Self-Harm Series – Part 2 –
How do I know if my teen is self-harming?
Self-harming is usually a very private and secretive behavior. Teens may self-harm on areas of their bodies that are difficult to see. In some cases, teens may self-harm in more obvious areas including their wrists, ankles, arms and legs.
If you notice dressing or bandages, or cuts, bruises, burns and/or marks in these areas, your teen may be self-harming.
Other signs can include withdrawing from friends and family, excessive moodiness, increased irritability and anger outbursts, and changes in appetite and body weight.
Why is my teen self-harming?
Teens may self-harm in order to cope with stress. Self-harm can temporarily numb or relieve their distress, and can be a way of communicating their distress to others. Teens who self-harm often lack healthy coping strategies and feel helpless in managing their distress.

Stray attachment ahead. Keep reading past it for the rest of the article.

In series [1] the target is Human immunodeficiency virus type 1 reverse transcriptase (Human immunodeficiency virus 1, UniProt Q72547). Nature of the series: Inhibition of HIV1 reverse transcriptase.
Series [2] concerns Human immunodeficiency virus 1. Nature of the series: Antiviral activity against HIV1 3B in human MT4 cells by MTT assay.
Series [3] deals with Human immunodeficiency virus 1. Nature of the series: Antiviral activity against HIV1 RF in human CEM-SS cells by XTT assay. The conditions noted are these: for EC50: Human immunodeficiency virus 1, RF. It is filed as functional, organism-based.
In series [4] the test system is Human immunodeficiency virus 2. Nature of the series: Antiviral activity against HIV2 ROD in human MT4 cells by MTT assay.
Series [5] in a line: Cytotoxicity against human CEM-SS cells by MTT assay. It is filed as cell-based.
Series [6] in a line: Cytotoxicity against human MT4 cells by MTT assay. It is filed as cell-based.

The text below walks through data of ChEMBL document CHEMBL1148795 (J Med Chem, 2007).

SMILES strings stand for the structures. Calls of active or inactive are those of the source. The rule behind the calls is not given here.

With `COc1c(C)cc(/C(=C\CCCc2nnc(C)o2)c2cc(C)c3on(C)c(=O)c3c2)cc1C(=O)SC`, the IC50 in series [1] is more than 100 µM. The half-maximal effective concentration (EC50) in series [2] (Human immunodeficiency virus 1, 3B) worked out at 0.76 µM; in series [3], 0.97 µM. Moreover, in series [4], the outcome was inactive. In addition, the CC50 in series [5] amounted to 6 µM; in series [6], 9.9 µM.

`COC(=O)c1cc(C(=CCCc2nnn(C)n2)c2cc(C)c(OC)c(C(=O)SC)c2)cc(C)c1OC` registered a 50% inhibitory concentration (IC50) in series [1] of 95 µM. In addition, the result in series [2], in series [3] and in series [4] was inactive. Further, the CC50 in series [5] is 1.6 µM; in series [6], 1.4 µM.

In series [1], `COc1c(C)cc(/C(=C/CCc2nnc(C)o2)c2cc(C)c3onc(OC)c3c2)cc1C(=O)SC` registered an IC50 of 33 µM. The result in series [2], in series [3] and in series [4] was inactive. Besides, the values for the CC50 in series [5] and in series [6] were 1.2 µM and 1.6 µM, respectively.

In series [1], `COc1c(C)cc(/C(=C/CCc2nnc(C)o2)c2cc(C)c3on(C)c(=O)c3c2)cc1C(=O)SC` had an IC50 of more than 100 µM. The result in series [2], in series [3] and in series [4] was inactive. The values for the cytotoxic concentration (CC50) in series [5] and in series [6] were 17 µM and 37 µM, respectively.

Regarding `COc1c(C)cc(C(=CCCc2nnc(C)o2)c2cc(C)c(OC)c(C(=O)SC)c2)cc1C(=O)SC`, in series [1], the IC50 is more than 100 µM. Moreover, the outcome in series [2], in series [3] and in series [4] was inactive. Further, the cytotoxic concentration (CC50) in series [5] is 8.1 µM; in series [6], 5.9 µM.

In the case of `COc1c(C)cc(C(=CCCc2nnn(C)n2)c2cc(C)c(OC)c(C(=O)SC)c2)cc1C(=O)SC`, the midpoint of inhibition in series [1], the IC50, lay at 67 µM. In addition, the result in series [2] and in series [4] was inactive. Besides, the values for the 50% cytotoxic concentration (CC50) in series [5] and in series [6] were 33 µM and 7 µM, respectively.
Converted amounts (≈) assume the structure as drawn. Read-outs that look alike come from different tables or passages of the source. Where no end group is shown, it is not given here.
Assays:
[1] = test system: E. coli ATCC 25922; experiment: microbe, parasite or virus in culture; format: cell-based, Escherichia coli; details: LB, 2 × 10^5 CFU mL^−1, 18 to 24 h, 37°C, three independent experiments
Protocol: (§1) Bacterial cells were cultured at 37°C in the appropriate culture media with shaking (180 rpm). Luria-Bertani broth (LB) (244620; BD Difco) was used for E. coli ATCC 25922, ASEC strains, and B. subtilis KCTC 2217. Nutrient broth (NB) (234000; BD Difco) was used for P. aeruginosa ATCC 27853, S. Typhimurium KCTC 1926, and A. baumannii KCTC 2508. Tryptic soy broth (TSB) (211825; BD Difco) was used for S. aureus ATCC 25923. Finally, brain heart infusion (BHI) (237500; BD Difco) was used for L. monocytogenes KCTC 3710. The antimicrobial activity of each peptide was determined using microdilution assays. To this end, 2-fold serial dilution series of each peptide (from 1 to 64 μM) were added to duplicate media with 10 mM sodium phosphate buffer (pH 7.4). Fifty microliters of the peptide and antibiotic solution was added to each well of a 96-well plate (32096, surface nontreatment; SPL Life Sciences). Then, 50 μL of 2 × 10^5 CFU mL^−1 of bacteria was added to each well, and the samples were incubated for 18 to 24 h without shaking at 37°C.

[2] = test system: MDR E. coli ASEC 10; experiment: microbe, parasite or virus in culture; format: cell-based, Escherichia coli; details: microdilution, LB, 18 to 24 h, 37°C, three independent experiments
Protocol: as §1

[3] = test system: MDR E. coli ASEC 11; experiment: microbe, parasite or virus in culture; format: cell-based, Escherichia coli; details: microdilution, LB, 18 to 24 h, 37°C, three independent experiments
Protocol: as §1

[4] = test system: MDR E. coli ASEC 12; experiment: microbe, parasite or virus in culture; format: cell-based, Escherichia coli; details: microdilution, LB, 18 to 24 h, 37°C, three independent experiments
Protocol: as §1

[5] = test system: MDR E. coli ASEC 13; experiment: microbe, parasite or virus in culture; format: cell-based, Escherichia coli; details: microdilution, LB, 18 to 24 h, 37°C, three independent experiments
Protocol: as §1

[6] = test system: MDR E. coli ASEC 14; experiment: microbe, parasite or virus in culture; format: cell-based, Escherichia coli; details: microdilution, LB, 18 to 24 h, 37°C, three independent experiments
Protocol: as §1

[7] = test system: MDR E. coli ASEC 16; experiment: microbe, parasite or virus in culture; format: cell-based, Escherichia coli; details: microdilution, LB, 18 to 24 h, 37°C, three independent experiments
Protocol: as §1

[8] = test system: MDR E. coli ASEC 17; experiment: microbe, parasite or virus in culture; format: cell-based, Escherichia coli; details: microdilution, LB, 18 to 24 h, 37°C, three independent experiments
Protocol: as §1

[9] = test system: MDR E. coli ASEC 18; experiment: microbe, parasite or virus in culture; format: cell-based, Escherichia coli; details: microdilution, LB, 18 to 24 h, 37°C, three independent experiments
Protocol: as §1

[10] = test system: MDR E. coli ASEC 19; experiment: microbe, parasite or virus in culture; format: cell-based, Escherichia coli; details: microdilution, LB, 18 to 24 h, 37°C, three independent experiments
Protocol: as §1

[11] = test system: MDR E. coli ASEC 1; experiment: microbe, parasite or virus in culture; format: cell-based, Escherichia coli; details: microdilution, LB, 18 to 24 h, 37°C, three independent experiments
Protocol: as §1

If your teen is self-harming, or you suspect that they are, seek professional help as soon as possible. Please contact Leeran at Promises Healthcare on +65 6397 7309 or email firstname.lastname@example.org for a confidential enquiry.
If your teen is in any danger, you can contact your local ambulance service on 995. You can contact the Institute for Mental Health 24-hour hotline on 6389-2222.
This is part 2, of a series of 3 posts Click here for Part 1